Friday, 9 October 2015

You can't always help what you see...

But you can control of what you look at!

One of the clever bits of the, 'If it offends, chop it off, ' joined up thinking from Jesus is that it maps out for us something very important indeed. Jesus, is on a par with Psalm One, as he outlines the path to sin but what we have is not the 'Rake's Progress' of the Psalm but the rational assessment of sin and the parts our bodies play in it.

In Psalm One we find the pattern by which people fall as being a progression:

First they find themselves alongside the wicked

Then they find themselves doing what the 'sinners' do, and then

The end up sitting (reclining) with them and at ease in their company (because they have become one of them.

In the eye/hand/foot conversation, Jesus brings it all into focus. I'd like to extend it just a tad further as we consider wrong acts and thoughts, for they almost always start with what we see [eye] and then we engage with it  by moving [foot] ourselves into a place where can see (or hear - think ears should be included here) better and the final element being that of touching or grasping  [hand].

The problem is that all too often the person with the problem will, if they come into conversation with me over it, tell me how it wasn't their fault because the visual spur for the wrong act or was the initial cause of some lustful or other wrong thinking. 'I couldn't help myself,' is sadly a cop out. Hence the title of this post:

You can't always help what you see ... 
but you are in control what you look at
and of what you do!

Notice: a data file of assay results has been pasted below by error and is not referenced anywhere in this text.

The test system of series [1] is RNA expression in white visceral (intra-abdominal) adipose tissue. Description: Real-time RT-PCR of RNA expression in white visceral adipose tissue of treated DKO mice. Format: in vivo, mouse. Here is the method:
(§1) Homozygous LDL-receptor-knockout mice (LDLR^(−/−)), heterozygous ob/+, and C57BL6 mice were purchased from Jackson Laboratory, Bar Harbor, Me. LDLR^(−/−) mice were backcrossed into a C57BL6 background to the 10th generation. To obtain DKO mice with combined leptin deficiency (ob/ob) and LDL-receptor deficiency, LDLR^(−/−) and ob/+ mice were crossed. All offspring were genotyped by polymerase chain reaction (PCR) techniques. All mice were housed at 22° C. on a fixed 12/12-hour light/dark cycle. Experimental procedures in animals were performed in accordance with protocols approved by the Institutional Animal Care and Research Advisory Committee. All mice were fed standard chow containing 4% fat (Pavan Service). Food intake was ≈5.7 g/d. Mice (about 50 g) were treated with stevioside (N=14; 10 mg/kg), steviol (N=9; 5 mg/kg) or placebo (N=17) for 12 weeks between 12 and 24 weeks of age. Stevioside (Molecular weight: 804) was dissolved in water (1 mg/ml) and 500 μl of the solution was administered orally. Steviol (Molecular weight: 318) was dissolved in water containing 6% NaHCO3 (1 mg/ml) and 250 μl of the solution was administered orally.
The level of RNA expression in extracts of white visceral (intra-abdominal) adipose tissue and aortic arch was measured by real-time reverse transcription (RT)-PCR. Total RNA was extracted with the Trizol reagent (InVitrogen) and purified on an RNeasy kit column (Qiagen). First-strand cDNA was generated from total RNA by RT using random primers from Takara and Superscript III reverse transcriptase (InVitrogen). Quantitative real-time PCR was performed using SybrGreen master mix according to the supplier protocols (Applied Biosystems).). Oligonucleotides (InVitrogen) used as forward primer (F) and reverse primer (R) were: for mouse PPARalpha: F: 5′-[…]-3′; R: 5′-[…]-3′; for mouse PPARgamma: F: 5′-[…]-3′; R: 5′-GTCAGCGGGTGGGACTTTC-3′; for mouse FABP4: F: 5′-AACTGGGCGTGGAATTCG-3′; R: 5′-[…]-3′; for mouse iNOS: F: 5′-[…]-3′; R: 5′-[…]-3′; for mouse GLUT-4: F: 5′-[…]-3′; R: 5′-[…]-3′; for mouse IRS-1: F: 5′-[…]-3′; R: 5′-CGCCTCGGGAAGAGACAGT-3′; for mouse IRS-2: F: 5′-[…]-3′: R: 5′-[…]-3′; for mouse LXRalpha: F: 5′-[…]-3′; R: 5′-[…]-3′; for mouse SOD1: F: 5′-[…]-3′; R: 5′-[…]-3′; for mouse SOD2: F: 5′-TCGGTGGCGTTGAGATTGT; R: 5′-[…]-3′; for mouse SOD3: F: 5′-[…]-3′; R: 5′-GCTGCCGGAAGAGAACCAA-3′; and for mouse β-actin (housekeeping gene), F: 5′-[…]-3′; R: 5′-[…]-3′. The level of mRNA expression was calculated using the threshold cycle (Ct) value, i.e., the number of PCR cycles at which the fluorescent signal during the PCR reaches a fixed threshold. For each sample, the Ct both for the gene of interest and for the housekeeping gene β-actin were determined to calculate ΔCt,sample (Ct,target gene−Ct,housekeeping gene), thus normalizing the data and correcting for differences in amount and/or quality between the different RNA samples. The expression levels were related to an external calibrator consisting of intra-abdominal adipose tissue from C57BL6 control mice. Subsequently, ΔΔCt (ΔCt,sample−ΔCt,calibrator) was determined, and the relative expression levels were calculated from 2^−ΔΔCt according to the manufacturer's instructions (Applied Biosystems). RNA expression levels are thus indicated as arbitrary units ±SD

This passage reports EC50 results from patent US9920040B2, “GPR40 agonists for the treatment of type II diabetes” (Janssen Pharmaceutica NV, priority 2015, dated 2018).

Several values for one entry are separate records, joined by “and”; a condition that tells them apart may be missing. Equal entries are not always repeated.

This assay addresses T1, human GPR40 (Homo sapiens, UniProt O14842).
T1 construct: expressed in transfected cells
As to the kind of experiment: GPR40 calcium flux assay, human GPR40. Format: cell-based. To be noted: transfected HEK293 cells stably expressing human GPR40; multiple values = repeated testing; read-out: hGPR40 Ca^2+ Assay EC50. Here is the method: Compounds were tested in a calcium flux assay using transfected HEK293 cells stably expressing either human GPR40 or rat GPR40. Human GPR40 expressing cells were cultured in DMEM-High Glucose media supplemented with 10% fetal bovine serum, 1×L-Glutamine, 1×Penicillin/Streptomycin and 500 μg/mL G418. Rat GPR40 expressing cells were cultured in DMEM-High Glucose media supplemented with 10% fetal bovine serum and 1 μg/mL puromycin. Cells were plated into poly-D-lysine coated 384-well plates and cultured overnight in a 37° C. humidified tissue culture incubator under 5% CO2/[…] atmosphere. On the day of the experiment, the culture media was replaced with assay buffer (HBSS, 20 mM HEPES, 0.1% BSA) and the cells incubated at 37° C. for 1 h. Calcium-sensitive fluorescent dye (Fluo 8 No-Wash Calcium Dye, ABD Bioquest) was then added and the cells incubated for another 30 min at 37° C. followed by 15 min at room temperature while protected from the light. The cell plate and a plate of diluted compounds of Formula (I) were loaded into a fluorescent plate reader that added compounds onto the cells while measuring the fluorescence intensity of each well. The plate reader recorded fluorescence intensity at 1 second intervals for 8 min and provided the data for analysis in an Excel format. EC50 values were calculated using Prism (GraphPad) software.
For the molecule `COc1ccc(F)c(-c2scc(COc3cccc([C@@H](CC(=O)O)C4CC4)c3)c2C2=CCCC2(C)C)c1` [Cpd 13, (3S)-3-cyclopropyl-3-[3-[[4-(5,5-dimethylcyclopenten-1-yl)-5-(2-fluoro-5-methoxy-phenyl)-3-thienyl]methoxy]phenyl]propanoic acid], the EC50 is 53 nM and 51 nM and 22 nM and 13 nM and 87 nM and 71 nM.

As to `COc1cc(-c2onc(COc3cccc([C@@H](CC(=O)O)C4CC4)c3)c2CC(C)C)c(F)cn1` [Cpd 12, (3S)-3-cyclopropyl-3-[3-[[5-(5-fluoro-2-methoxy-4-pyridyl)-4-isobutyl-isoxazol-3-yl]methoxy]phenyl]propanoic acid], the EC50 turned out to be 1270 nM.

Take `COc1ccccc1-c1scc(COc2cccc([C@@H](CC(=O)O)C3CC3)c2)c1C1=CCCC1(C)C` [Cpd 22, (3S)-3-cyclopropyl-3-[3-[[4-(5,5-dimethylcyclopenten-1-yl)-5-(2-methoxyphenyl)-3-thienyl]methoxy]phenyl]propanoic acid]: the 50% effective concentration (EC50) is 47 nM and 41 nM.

Consider Joseph and Potiphar's wife - he didn't stop around to look or touch but used his feet to get out of the situation - he legged it! We have the same ability! So if you think you're in a place where what you see could cause you to stumble: Leg it before the problems become reality.

We can choose what we see and the situations we are in can surely be exited from should they prove to be damaging to our spiritual well-being and our our ability to keep with right actions.


1 comment:

JonG said...

This post, and another recent one on masturbation, both reminded me of a poem by Steve Turner called "Just One More Time." I've got it in his collection "Up To Date".

It isn't very long and is hard to quote selectively from, but I cannot find it online, so I shall try :

"Lead me into temptation
just one more time
Lead me up close
through circumstances
beyond my control.....

Leave me 'til sin
is the only way out....

Then lead me back
into temptation
just one more time."

We are sometimes guilty not just of using temptation as a convenient excuse, but actively seeking it out for that purpose.

And I hope that, were he to read this, Steve would not think that I had quoted too much of his work (or that he will count this genuine recommendation to seek out his work as adequate compensation!)